We see quite the opposite case in the Caribbean. Similar to Canada, Haiti was also under French control. However, while French is an official language in Haiti, only a small percentage of Haitians speak French. Instead, most Haitians prefer to speak Haitian Creole which is a language that evolved from the mix of French and African languages present on the island.

Here’s a table that shows you the two countries that speak French in this region:

CountryPopulation
Canada38.5 million
Haiti11.5 million

French-Speaking Countries of Oceania

There’s only one country in Oceania that uses French as an official language. In the 18th century, the United Kingdom and France colonized Vanuatu, which was part of the New Hebrides islands. Presently, schools still teach both English and French, and people speak these languages alongside indigenous languages like Bislama. However, small groups of people mostly speak French in the southern islands.

Here’s a table with the number of population for Vanuatu:

CountryPopulation
Vanuatu~313,000
This image shows a group of houses in Bora Bora, French Polynesia.
Bora Bora, French Polynesia

French Overseas Territories

France might have left its days as a colonizer behind, but there are still a fair number of French territories overseas. In total, there are 12 territories in Africa, North America, South America, Oceania, and Antarctica. Most of the population in these territories are native French speakers, but there are also some indigenous languages still active and Creole languages that evolved from French like Antillean Creole. In the case of the French Southern and Antarctic Lands, there are no native inhabitants on the islands since they are used by the French government for scientific research.

Here’s a table with the populations of France’s 12 overseas territories:

CountryPopulation
French Guiana~311,000
French Polynesia~301,000
Guadeloupe~371,600
Martinique~343,700
Mayotte~326,700
New Caledonia~300,700
Réunion~879,500
Saint Barthélemy~7,000
Saint-Martin~32,900
Saint-Pierre and Miquelon~5,100
Wallis and Futuna~15,900
French Southern and Antarctic Lands

Where French is Widely Spoken (But Not an Official Language)

French is one of the most popular languages in the world, so don’t be surprised if you hear it in countries even where it isn’t an official language. Some countries like Burkina Faso and Mali were once French colonies. As a result, French is still widely spoken in these territories, but it isn’t an official language anymore.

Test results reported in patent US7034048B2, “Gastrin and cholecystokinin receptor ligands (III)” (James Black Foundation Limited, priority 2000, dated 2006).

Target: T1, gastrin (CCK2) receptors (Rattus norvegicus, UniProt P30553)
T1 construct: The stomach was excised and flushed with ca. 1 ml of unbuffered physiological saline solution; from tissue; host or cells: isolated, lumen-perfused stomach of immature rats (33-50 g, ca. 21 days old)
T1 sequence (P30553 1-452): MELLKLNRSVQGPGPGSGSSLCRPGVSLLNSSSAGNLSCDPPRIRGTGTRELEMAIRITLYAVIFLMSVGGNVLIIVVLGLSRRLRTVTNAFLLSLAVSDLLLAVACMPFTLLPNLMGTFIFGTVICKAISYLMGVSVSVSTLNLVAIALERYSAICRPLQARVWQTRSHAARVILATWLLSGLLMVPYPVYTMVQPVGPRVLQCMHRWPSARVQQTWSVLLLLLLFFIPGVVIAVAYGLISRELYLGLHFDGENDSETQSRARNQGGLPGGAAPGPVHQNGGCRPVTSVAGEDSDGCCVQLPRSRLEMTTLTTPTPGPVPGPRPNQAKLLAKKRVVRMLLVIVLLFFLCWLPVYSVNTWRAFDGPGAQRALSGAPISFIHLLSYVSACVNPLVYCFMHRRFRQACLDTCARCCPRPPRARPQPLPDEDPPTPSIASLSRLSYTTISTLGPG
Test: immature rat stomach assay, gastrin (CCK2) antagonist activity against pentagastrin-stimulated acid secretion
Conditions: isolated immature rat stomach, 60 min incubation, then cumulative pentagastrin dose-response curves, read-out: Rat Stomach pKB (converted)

French is also common in countries neighboring France, like Italy, Germany, and Andorra. The French language was also adopted in some European countries that had a history of war or trade with France, like the United Kingdom. 

Here’s the population in each of these countries:

CountryPopulation
Burkina Faso22.5 million
Mali21.3 million
Andorra85,468
Netherlands17.5 million
Italy61 million
Germany84.2 million
Portugal10.2 million
United Kingdom68.1 million

How the French Language is Different Around the World

French is a widespread language and it’s been adapted to fit the needs of French speakers around the world. For example, languages like German, Flemish, and English have influenced the French spoken in other European countries due to proximity or popularity. In continents like Africa and North America, indigenous languages have also helped shape the French spoken by its speakers. Because of this, there are many French dialects and even Creole languages that derive from French.

One of the easiest differences to spot between Metropolitan French and the French used in other countries is how to count. In France, you need to add the number sixty to other numbers to say 70 to 79. For example, 60 is soixante. To say 70, you add ten: soixante-dix (sixty-ten), and 75 is soixante-quinze (sixty-fifteen).

If that wasn’t complicated enough, you even have to multiply to get some numbers. 80 is quatre-vingts (four-twenties) and 90 is quatre-vingt-dix (four-twenty-ten)

Counting in French is much easier in countries like Belgium or Canada, where adding and multiplication are rarely needed to say numbers. In Belgium, 90 has its own word nonante – no math required!

But these differences aren’t exclusive to the numbers. These are some French vocabulary words that might vary depending on the country you visit: